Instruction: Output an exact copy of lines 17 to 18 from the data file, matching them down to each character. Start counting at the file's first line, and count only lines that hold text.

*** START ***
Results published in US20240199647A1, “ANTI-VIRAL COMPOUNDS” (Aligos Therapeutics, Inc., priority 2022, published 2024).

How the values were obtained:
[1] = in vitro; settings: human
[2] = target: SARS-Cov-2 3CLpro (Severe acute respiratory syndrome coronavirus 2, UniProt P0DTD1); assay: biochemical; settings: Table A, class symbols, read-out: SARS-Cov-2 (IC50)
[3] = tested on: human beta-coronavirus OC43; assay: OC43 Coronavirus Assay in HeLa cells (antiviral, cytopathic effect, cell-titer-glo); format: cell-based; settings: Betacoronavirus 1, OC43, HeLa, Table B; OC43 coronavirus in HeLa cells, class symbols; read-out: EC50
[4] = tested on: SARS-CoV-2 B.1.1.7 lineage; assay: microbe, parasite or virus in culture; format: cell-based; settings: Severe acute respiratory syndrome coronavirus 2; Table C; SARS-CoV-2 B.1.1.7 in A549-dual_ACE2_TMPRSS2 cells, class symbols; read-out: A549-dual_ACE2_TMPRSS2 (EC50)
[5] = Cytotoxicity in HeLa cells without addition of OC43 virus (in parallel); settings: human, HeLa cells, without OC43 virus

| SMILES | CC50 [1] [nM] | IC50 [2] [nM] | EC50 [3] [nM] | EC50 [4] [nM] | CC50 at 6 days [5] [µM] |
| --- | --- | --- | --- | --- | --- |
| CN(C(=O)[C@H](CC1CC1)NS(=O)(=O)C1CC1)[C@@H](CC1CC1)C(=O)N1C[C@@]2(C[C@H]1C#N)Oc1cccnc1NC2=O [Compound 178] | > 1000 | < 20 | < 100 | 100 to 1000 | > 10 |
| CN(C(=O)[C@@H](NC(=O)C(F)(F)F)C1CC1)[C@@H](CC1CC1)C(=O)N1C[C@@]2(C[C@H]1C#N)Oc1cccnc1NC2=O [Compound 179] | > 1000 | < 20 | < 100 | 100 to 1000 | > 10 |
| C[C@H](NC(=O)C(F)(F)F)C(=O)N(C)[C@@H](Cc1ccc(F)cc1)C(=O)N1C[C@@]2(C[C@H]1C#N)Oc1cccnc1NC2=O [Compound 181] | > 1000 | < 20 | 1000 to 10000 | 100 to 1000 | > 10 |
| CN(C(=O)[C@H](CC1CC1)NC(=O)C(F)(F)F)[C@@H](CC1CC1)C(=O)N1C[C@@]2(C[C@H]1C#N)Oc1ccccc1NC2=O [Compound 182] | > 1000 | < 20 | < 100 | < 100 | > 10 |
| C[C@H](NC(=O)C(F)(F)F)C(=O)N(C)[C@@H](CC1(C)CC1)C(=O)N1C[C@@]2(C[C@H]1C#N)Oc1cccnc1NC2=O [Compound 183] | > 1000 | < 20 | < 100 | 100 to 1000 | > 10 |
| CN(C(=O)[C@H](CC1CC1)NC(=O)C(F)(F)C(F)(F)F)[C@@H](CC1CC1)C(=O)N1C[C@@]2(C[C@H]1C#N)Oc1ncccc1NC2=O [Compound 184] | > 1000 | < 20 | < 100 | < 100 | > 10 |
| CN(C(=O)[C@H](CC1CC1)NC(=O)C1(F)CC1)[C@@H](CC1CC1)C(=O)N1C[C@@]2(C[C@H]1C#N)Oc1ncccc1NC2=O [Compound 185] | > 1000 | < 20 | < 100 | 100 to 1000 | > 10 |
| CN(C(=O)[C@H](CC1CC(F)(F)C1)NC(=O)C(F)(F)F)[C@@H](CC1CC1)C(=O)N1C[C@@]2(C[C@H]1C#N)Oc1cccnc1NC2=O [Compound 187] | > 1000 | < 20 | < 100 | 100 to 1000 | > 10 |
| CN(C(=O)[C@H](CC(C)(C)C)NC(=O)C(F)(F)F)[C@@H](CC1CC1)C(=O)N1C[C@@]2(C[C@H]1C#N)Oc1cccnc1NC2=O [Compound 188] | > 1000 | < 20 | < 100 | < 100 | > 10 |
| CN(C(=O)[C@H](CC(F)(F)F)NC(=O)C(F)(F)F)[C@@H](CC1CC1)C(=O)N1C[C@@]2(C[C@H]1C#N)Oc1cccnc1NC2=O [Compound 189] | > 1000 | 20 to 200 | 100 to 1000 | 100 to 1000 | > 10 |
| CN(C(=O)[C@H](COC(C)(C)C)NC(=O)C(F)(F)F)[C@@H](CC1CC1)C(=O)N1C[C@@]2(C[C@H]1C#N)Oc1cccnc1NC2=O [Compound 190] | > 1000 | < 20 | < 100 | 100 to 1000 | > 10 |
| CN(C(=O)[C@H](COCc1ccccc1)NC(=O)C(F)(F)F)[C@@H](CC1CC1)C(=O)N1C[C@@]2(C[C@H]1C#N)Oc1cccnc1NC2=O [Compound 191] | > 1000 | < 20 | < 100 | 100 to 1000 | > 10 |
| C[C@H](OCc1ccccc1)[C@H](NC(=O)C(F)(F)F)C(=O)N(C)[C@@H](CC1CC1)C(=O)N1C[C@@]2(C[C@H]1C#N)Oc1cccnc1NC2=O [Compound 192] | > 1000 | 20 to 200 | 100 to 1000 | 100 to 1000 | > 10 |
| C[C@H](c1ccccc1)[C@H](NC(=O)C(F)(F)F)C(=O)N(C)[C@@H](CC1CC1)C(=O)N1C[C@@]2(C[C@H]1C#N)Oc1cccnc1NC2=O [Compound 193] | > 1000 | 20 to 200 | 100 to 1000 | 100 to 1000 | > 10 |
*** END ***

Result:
| CN(C(=O)[C@H](CC1CC(F)(F)C1)NC(=O)C(F)(F)F)[C@@H](CC1CC1)C(=O)N1C[C@@]2(C[C@H]1C#N)Oc1cccnc1NC2=O [Compound 187] | > 1000 | < 20 | < 100 | 100 to 1000 | > 10 |
| CN(C(=O)[C@H](CC(C)(C)C)NC(=O)C(F)(F)F)[C@@H](CC1CC1)C(=O)N1C[C@@]2(C[C@H]1C#N)Oc1cccnc1NC2=O [Compound 188] | > 1000 | < 20 | < 100 | < 100 | > 10 |